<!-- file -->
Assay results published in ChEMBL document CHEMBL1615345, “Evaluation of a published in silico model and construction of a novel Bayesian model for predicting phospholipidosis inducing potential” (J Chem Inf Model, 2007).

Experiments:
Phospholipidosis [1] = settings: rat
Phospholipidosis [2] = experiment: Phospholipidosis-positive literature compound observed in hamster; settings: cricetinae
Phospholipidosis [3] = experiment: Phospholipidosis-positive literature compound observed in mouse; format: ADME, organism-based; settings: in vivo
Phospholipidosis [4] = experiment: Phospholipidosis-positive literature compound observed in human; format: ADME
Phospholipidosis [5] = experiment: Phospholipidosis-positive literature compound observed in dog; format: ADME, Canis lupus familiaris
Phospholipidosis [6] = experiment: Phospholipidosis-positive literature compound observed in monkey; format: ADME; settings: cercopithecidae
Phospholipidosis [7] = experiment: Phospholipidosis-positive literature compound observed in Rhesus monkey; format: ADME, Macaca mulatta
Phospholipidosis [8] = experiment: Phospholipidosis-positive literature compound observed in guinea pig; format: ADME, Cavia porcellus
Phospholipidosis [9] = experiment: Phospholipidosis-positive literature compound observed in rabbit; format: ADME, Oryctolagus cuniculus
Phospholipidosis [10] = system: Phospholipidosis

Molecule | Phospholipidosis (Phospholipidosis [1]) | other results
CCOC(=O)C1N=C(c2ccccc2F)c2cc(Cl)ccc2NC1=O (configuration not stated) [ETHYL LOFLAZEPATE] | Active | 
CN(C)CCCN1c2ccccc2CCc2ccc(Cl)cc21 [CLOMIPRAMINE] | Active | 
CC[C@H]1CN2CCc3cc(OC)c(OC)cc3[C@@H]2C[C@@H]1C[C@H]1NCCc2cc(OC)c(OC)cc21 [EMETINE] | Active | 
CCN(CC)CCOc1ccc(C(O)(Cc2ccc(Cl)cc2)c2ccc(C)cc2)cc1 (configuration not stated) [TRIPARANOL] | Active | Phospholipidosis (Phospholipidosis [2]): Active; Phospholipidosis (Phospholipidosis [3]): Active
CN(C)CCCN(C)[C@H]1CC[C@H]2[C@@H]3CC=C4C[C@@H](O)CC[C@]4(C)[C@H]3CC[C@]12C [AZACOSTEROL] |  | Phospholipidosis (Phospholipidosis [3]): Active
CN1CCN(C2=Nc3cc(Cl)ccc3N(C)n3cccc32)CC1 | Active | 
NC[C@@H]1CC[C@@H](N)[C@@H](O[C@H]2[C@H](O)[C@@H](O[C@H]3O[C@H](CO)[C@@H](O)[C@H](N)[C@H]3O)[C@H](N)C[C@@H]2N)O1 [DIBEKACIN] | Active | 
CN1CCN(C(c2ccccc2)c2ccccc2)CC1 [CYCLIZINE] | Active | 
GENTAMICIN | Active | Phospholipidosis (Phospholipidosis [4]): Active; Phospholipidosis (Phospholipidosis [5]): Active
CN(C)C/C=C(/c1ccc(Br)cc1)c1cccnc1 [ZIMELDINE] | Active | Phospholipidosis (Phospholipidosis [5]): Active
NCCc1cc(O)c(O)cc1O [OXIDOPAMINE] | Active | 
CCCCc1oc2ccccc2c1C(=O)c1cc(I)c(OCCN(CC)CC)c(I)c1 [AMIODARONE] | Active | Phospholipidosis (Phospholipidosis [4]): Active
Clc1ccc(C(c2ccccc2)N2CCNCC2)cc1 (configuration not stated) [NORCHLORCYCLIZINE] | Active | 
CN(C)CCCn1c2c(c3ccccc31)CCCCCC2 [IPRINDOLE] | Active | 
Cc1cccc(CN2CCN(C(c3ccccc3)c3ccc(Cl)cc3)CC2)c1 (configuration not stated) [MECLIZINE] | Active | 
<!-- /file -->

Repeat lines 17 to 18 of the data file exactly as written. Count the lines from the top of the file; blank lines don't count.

CCN(CC)CCOc1ccc(C(O)(Cc2ccc(Cl)cc2)c2ccc(C)cc2)cc1 (configuration not stated) [TRIPARANOL] | Active | Phospholipidosis (Phospholipidosis [2]): Active; Phospholipidosis (Phospholipidosis [3]): Active
CN(C)CCCN(C)[C@H]1CC[C@H]2[C@@H]3CC=C4C[C@@H](O)CC[C@]4(C)[C@H]3CC[C@]12C [AZACOSTEROL] |  | Phospholipidosis (Phospholipidosis [3]): Active